The Oakland A's announced on Wednesday that they signed infielder Nick Punto to a major league free agent deal. The contract is reportedly worth $2.75 million for 2014 and includes an option that can vest or become a club option (depending on a variety of factors) for 2015. Punto spent the 2013 season with the Los Angeles Dodgers, appearing in 116 games for the NL West champions.
Punto, 36, made his major league debut in 2001 with the Philadelphia Phillies, but he made his mark with the Minnesota Twins. In 2006 and 2007, Punto was a regular for the Twins, appearing in 135 games and 150 games, respectively. Punto was with the Twins from 2004-2010 before signing a free agent deal with the St. Louis Cardinals for the 2011 season. A sports hernia limited Punto early in the 2011 season, but he appeared in 63 regular season games and 15 post-season games for the eventual World Series champions.
That off-season, Punto signed a two-year deal with the Boston Red Sox, but he struggled with Boston and was shipped to the Los Angeles Dodgers mid-season in the blockbuster deal that sent Carl Crawford, Josh Beckett and Adrian Gonzalez to LA. This year, Punto was a heavily utilized back-up in LA for starters Juan Uribe, Mark Ellis and Hanley Ramirez, appearing in more than 100 games for the first time since 2009.
Like so many of the A's most recent acquisitions, Punto brings value to the roster because of his ability to play multiple defensive positions. Punto has appeared in more than 300 major league games as a third baseman, a shortstop and a second baseman. He also has limited experience in the outfield. Punto is an above-average defensive player at all three infield positions, and he could help the A's improve their middle-infield defense, an area in which they struggled in 2013.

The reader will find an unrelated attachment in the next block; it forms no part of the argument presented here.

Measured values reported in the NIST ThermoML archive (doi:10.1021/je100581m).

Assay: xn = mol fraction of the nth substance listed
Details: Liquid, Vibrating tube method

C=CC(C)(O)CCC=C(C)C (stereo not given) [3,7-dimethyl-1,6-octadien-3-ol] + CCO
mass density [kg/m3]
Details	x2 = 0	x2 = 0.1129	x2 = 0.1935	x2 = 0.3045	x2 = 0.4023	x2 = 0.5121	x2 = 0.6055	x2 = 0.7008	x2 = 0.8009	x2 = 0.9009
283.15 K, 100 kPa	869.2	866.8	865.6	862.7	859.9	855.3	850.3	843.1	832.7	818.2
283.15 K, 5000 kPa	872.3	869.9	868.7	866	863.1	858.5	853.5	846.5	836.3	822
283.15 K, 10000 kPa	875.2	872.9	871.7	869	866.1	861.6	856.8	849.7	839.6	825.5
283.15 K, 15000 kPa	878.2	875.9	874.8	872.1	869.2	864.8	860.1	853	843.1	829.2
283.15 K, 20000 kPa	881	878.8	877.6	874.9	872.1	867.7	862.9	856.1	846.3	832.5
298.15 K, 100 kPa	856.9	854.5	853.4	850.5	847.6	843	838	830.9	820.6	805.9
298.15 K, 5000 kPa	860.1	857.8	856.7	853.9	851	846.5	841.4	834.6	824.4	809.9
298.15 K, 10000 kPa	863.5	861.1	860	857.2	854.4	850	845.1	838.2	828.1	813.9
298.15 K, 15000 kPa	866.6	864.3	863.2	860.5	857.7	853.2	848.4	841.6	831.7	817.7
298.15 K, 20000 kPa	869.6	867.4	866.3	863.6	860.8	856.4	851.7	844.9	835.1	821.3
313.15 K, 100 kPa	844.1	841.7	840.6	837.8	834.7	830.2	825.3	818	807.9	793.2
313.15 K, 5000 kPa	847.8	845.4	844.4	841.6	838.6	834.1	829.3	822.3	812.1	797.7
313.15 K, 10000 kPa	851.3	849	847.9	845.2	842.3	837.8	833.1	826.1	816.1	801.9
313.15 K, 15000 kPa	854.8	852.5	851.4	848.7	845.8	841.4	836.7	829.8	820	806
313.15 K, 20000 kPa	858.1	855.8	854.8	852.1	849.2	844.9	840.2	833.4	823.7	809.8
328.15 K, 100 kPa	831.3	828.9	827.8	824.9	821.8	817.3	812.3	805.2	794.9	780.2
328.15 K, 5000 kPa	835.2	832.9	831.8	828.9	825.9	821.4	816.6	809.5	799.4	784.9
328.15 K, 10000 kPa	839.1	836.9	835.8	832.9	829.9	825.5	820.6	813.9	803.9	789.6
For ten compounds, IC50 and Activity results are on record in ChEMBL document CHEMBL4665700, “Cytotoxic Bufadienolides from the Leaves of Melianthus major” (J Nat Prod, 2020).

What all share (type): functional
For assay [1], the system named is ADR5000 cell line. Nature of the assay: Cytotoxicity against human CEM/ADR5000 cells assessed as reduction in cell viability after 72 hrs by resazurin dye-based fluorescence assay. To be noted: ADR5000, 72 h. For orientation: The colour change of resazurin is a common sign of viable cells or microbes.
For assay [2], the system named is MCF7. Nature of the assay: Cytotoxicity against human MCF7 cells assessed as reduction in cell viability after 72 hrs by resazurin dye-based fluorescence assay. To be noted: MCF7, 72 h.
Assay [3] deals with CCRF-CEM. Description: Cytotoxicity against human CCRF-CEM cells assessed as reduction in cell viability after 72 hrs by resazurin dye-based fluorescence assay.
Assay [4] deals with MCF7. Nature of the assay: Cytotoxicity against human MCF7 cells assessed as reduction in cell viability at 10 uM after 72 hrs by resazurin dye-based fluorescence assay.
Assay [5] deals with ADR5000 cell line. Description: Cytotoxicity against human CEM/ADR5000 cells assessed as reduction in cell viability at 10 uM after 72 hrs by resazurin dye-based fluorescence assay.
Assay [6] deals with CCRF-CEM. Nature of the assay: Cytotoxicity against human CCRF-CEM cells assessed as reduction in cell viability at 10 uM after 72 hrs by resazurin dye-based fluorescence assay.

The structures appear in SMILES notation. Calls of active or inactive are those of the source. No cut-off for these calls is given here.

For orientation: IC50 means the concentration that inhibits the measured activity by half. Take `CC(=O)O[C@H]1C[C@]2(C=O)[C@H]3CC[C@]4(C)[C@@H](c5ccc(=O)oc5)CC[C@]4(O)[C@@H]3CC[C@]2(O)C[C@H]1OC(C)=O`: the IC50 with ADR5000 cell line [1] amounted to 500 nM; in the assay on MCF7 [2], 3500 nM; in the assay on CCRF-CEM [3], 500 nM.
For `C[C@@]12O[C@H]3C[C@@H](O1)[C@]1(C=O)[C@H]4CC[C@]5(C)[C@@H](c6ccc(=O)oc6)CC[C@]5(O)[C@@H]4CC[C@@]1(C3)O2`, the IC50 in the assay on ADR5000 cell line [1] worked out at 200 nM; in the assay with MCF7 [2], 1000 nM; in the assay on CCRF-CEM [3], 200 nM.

Punto isn't a big threat on offense. He is a career .248 hitter with a 680 OPS. However, the switch-hitter is a career .263 hitter against left-handed pitching and he hit .309 with a 723 OPS against lefties in 2013.
Punto joins what was already a crowded infield picture for the A's heading into 2014. While Josh Donaldson and Jed Lowrie are likely to be the A's starters at third and short next year (barring a trade), the A's will have plenty of competition at second base and for the back-up infielder role with Eric Sogard, Alberto Callaspo, Jemile Weeks, Scott Sizemore and Andy Parrino joining Punto on the 40-man roster. Hiroyuki Nakajima, a free agent signing last year, isn't on the 40-man roster, but he could receive a non-roster invitation to spring training.
The addition of Punto this early in the off-season gives the A's plenty of flexibility as they look to make moves to improve on their 96-win club. Oakland could make a splash by trading Lowrie for a haul, but they are much more likely to deal Callaspo, given that Callaspo and Punto bring similar skills to the table. Callaspo is a better hitter than Punto, but Callaspo can't play shortstop and was a defensive liability at second and third. Both are switch-hitters.
The A's could also move Sogard, but chances are that Oakland places a higher value on the slick-fielding second baseman than other teams do, which would make it hard to get fair value for Sogard on the trade market. Where Sizemore, Weeks, Parrino and Nakajima fit into the bigger picture remains to be seen.
What is clear is that the A's continue to value versatility when targeting new acquisitions. Punto's abilities to play multiple positions and switch-hit mirror the characteristics that drew the A's to Lowrie and Callaspo. Depth at multiple positions has helped the A's withstand a variety of injuries and under-performances the past two seasons and is likely to play heavily in their thinking when they make additional acquisitions. Something to keep in mind as the A's continue their roster construction heading into 2014.